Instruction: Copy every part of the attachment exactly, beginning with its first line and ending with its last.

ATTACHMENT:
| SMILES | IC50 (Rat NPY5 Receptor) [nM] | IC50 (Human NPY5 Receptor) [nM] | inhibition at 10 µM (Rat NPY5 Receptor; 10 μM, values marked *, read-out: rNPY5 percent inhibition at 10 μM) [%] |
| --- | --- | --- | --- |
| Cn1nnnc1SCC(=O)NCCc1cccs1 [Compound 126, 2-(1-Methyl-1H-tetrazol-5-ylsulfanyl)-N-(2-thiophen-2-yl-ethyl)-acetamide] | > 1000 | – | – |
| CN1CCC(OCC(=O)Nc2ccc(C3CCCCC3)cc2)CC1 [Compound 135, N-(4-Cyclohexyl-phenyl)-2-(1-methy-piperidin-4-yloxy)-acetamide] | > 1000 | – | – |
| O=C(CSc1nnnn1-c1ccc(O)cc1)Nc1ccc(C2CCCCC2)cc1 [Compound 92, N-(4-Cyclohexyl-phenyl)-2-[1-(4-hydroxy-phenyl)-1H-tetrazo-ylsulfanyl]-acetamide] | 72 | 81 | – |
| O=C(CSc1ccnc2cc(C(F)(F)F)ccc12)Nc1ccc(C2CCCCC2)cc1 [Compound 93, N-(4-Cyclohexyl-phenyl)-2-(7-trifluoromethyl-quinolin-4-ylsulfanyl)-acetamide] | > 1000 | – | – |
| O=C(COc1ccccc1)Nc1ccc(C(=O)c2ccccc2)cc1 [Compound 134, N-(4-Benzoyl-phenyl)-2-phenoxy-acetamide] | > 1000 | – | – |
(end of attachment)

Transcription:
| SMILES | IC50 (Rat NPY5 Receptor) [nM] | IC50 (Human NPY5 Receptor) [nM] | inhibition at 10 µM (Rat NPY5 Receptor; 10 μM, values marked *, read-out: rNPY5 percent inhibition at 10 μM) [%] |
| --- | --- | --- | --- |
| Cn1nnnc1SCC(=O)NCCc1cccs1 [Compound 126, 2-(1-Methyl-1H-tetrazol-5-ylsulfanyl)-N-(2-thiophen-2-yl-ethyl)-acetamide] | > 1000 | – | – |
| CN1CCC(OCC(=O)Nc2ccc(C3CCCCC3)cc2)CC1 [Compound 135, N-(4-Cyclohexyl-phenyl)-2-(1-methy-piperidin-4-yloxy)-acetamide] | > 1000 | – | – |
| O=C(CSc1nnnn1-c1ccc(O)cc1)Nc1ccc(C2CCCCC2)cc1 [Compound 92, N-(4-Cyclohexyl-phenyl)-2-[1-(4-hydroxy-phenyl)-1H-tetrazo-ylsulfanyl]-acetamide] | 72 | 81 | – |
| O=C(CSc1ccnc2cc(C(F)(F)F)ccc12)Nc1ccc(C2CCCCC2)cc1 [Compound 93, N-(4-Cyclohexyl-phenyl)-2-(7-trifluoromethyl-quinolin-4-ylsulfanyl)-acetamide] | > 1000 | – | – |
| O=C(COc1ccccc1)Nc1ccc(C(=O)c2ccccc2)cc1 [Compound 134, N-(4-Benzoyl-phenyl)-2-phenoxy-acetamide] | > 1000 | – | – |